They aren’t boring. I used to think that salads were veering into disordered eating territory, like there were a million more exciting things I could make that weren’t “diet food.” But now we eat salads at least twice a week in my house. I always like to pair my salad with something, though, so I don’t feel all sad and deprived. As a side, we might do the cheeseless pizza from Amy’s Organics, or whole wheat pita, or crusty bread. Usually, my salad will be red leaf lettuce, spinach, carrots, cucumber, feta cheese, sauteed chickpeas (they’re high calorie but it’s good protein for me), and shallot vinaigrette. Use a low calorie dressing that isn’t too high in fat, but don’t buy those dumbass chemical Walden’s Farms ones (artificial sweeteners are NOT good for you). Bolthouse Farms greek yogurt dressings are great, or you can make your own dressing at home (there are tons of amazing vinaigrette dressings online!).
My partner has a Greek salad every time, with feta (he tries to use a LOT and veer away from this whole healthy eating thing…), pepperoncinis, olives, cucumbers, tomatoes, spinach, lettuce, red onion, dill, and sometimes grilled chicken. That’s a lot of veggies! He’ll eat a whole tomato and a half a cucumber in one salad.
5 ❁ Beware of high calorie foods
I once read that trainer Jillian Michaels advised clients not to eat swordfish or PINE NUTS. I was like, god, RELAX, it’s fine, Jillian, they’re just pine nuts. But really, the theory is on-point. If you’re eating something and it’s super high calorie, you’re not likely getting the pay-off from it you think you are. You might be estimating that the meal is healthier or lower calorie than it actually is. So, I would suggest being very careful with: olive oil, coconut oil, butter (I have never bought or used butter the whole time I’ve been cooking- if a recipe calls for it, it’s probably not healthy! So I swap it out or skip it!), peanut butter, cream, mayo, pesto, nuts. Stuff like that. I’m also careful with hummus, since it gets high cal quick, and cheese. Soft cheeses can be pretty easy to overdo it with.
6 ❁ Eat what you like in moderation, but…
I know I just veered into the MOST OBVIOUS HEALTH ADVICE area, but hear me out. This tip is all about compromising with yourself. Sometimes I really want fried tofu for my dish- like, fuck the baked tofu today. I want panko-breaded, coconut-oil-fried crispy tofu. So I’ll compromise. I will bake half my tofu and just pan-fry some of it, and then I’ll really savor the fried tofu because there isn’t a lot of it, and usually I’ll find that the baked tofu isn’t actually that dissimilar. Same thing with most of my high-cal/unhealthy cravings- if I make delicious ravioli in garlic and olive oil with grated parmesan on top, but add my two veggies AND make myself eat a small salad first, I’m doing a good job. I got my fatty ravioli, and actually still managed to eat a healthy dinner. I’ll eat an apple before a handful of chips. Drink a glass of water before attempting a cupcake. Stuff like that!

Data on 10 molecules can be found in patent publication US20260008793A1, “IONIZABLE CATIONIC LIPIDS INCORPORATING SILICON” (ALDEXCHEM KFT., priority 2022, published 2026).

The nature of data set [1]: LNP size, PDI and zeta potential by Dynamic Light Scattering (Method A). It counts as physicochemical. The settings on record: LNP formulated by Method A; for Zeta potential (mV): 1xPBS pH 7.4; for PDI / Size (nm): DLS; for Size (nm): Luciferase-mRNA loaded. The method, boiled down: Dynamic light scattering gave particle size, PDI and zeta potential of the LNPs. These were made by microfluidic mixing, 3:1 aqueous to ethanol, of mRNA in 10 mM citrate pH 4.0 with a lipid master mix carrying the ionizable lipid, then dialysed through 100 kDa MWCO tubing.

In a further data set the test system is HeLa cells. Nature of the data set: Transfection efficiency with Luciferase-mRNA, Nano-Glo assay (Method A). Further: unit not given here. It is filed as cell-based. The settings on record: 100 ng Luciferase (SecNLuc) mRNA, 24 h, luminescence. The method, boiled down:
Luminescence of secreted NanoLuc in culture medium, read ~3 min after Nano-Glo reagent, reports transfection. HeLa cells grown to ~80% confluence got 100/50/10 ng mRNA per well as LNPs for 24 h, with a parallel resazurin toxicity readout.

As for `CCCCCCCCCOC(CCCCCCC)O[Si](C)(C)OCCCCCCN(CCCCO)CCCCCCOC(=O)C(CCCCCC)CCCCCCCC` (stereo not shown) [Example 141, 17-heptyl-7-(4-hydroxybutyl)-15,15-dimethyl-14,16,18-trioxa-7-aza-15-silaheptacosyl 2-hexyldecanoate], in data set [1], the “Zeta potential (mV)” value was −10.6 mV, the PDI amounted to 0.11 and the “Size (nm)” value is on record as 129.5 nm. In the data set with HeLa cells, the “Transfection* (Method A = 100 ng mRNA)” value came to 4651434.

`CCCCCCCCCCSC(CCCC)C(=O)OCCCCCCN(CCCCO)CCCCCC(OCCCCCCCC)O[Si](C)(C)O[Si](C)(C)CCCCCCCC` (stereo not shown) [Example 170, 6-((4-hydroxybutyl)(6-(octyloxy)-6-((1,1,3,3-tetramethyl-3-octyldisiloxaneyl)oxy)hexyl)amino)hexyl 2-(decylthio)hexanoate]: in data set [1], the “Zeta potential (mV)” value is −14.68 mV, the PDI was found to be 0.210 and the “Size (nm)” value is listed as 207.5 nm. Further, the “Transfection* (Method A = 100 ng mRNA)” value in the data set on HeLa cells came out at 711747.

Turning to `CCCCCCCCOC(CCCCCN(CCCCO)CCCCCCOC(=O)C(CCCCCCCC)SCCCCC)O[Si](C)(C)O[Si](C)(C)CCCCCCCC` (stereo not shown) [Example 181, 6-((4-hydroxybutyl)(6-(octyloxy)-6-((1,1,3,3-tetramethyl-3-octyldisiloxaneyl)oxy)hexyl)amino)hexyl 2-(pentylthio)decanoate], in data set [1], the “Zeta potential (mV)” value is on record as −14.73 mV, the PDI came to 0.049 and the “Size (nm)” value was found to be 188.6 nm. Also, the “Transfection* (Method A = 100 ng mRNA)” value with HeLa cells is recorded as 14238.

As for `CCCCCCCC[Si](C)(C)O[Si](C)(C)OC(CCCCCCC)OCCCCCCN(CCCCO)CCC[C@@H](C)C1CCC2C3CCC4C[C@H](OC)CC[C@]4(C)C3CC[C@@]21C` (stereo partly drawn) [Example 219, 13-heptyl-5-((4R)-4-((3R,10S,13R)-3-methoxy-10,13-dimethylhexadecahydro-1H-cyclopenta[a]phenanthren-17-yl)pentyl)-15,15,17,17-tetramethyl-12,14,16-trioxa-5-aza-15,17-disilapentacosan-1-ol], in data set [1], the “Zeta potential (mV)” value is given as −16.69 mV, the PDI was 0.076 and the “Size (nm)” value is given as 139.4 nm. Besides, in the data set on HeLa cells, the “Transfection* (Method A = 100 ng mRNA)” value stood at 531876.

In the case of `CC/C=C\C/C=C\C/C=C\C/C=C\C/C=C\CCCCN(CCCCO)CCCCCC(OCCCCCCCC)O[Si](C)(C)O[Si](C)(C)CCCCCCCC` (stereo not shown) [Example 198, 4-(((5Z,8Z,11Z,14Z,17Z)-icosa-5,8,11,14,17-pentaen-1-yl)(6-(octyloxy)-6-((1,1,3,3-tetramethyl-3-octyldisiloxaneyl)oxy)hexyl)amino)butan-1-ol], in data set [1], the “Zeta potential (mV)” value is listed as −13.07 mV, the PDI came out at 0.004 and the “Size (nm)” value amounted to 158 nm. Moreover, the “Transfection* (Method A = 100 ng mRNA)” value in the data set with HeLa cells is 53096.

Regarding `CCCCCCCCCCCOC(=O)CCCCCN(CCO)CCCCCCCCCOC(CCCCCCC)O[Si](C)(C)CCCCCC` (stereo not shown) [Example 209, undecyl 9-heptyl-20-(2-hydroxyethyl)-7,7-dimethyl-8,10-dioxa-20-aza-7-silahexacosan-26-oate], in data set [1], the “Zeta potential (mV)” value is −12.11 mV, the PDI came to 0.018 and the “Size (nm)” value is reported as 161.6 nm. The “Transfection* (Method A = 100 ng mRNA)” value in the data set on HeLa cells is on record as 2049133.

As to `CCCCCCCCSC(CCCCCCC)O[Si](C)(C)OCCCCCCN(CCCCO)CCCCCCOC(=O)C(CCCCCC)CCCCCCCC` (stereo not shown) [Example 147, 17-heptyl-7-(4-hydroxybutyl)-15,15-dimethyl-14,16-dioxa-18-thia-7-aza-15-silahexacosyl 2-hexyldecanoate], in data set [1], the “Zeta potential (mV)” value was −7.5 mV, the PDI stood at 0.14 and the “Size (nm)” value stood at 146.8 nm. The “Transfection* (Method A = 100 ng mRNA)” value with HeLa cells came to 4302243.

7 ❁ Watch your portions.
This one is so easy to pull off. Switch to smaller plates. I NEVER use my dinner plates or big bowls. A salad plate for everything! Then the plate is full, and it’s always enough food for me (my boyfriend has to obey this trick, too, and he’s a big 6’3″ dude). If I’m making burgers (I just tried new quinoa veggie burgers that were sooo good), I’ll cut the rolls in half so I have to toast the other half up later if I want more. By the end, normally I’ve eaten enough that the extra step to get more isn’t worth the effort. Turn the burners off right after you’ve served food so seconds have to be microwaved (wah wah) or lukewarm. Make yourself one egg. Measure stuff out if you’re new to this and can tell you’re probably eating too much. I scraped some vegan ice cream into an actual measuring cup the other night, just to make sure the 120 calories I was giving to ice cream in my head actually matched up with the amount I was putting in my mouth.
I was originally just going to do 5 tips, but I came up with 7 and thought of tons more!
I’ll do a part 2 soon, and hope that you found this stuff helpful. Let me know if you liked this. I am happy I finally posted about healthy eating.
Take care of yourself. You are so important.